Whenever I say something that tries to highlight the horrendous inequalities between cyclists and other road users, money – inevitably – raises its head.
“Cyclists contribute nothing to the road tax-based economy, because cycling is carbon neutral” (or similar) is put forward as the argument for this lack of fiscal contribution.
Another argument often put forward is that Road Tax is dead.
These are two of the most egregious, wildly inaccurate arguments ever voiced aloud.
And there are three fatal structural faults to these statements:
- Cyclists use prepared surfaces. In all major towns and cities, cyclists use tarmac surfaces. Roads or special cyclepaths (or pavements). It doesn’t matter which surface cyclists are using. The bottom line is that these surfaces are massively NOT carbon neutral. These surfaces are constructed out of mining and manufacturing processes that are pure environmental destruction. Cyclists use these hideously costly surfaces. Cyclists are quick to complain about potholes in the road or the pavement or the cyclepath. But cyclists seem unable to comprehend the overwhelming deficit of carbon neutrality that cyclists contribute to the global environmental economy, by using them.
- The average modern bicycle is the output of a long and an enormously polluting set of manufacturing processes (and we are not even including supply-chain miles). The not-icing on this not-cake of not-carbon-neutrality is that, to help keep modern cycle frames as lightweight as possible, a significant amount of carbon fibre is used in their manufacture. The production of carbon fibre is one of the most polluting processes known to mankind. Yet cyclists also overlook this not-carbon-neutral state of affairs.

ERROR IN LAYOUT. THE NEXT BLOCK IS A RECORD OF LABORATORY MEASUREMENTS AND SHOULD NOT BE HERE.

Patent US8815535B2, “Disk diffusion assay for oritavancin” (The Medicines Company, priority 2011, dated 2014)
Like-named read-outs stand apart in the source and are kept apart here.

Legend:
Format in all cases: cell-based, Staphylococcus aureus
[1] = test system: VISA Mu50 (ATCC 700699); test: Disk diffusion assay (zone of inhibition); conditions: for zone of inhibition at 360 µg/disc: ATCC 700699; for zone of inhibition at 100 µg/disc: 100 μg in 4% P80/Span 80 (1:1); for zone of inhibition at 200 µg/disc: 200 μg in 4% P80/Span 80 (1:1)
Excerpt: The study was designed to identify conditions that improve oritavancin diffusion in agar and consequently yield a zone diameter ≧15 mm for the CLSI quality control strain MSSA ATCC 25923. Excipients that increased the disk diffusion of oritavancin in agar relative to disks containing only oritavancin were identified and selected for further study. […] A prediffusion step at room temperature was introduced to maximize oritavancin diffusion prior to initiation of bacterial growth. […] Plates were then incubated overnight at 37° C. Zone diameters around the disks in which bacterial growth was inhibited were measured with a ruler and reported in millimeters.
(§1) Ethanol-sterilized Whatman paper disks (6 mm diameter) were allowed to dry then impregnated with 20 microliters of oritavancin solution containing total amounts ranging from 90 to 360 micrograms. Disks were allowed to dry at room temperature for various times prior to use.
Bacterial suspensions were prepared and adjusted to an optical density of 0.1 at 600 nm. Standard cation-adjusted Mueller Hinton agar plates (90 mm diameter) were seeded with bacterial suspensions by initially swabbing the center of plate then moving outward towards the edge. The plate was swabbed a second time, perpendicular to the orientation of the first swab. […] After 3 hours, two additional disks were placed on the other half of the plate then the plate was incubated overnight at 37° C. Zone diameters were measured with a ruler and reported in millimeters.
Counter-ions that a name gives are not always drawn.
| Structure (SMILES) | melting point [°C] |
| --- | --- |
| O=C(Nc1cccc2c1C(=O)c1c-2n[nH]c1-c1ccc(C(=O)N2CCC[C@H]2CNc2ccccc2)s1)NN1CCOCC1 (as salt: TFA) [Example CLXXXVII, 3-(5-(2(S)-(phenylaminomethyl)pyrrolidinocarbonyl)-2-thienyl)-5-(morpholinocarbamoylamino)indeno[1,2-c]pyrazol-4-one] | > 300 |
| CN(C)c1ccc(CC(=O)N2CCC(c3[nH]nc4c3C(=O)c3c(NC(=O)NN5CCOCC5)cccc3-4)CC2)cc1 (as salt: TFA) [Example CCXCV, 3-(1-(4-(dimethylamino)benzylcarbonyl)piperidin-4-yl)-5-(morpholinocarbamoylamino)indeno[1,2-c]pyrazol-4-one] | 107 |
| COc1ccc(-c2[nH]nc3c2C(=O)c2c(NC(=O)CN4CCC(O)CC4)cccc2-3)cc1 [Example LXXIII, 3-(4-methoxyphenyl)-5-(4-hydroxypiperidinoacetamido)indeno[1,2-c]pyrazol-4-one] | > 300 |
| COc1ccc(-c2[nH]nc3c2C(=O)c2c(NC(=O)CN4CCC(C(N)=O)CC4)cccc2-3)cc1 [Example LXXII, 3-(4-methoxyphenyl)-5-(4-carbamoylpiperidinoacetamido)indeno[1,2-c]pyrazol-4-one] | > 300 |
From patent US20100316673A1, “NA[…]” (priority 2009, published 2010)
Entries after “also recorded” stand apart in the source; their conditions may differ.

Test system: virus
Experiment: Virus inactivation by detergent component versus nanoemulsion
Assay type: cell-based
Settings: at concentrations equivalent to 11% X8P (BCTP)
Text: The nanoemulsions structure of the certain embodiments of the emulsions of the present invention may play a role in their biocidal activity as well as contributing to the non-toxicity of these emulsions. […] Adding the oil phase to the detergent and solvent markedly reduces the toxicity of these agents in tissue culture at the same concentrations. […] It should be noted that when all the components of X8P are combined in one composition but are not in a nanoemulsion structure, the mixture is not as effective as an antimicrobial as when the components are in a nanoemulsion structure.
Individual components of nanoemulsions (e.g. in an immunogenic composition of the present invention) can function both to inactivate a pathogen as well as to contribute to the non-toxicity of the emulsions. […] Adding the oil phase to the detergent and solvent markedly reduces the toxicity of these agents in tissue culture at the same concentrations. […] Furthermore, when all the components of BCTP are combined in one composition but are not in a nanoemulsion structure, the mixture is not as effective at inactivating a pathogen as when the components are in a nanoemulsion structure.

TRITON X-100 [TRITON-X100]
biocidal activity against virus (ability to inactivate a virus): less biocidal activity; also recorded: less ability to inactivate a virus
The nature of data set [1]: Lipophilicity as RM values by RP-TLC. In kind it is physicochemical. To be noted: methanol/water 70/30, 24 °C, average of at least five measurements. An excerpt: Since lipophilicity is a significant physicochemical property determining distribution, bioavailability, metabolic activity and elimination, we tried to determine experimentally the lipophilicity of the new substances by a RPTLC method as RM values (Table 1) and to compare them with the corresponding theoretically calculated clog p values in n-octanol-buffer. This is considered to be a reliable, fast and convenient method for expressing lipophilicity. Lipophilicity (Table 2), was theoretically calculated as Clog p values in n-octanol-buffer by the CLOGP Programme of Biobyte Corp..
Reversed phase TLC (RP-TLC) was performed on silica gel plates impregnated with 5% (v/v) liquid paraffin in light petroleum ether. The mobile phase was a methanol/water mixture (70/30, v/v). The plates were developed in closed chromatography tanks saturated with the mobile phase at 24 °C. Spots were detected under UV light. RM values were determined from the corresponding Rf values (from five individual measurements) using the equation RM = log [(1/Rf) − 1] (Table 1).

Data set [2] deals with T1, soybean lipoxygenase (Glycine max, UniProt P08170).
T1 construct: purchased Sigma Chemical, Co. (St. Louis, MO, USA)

- Road tax (I am often told) no longer exists. This is not strictly true. Changing the name of Road Tax to Vehicle Excise Duty (VED) and charging a banded structure of fee against different types of cars, does not make Road Tax not exist, and here’s why. Motorbikes. Only cars, buses and lorries pay VED based on their emissions. And yet motorbikes pay road tax based on their cubic capacity (CC). If we had an even playing field, and if motorcycles were subject to the same taxation scheme as cars, most motorbikes would pay little – or no – road tax. For example, the Toyota Aygo or the Citroen C1 are both class B cars, on the VED scale. Being Class B means that the owner of either of these cars pays just just £20/year, based on their CO2 production of 139g. My Honda VFR costs £78/year to tax, yet it produces a mere 16.5g of CO2. Or, to compare. My VFR costs four times as much, to tax, than a class B car does, yet it produces the tiniest amount of CO2.
So there it is. A practical demonstration, using three strands of clearly defined reasoning, that there is actually no sound, logical, or financial reason, why bicycles should not be subject to an annual road tax.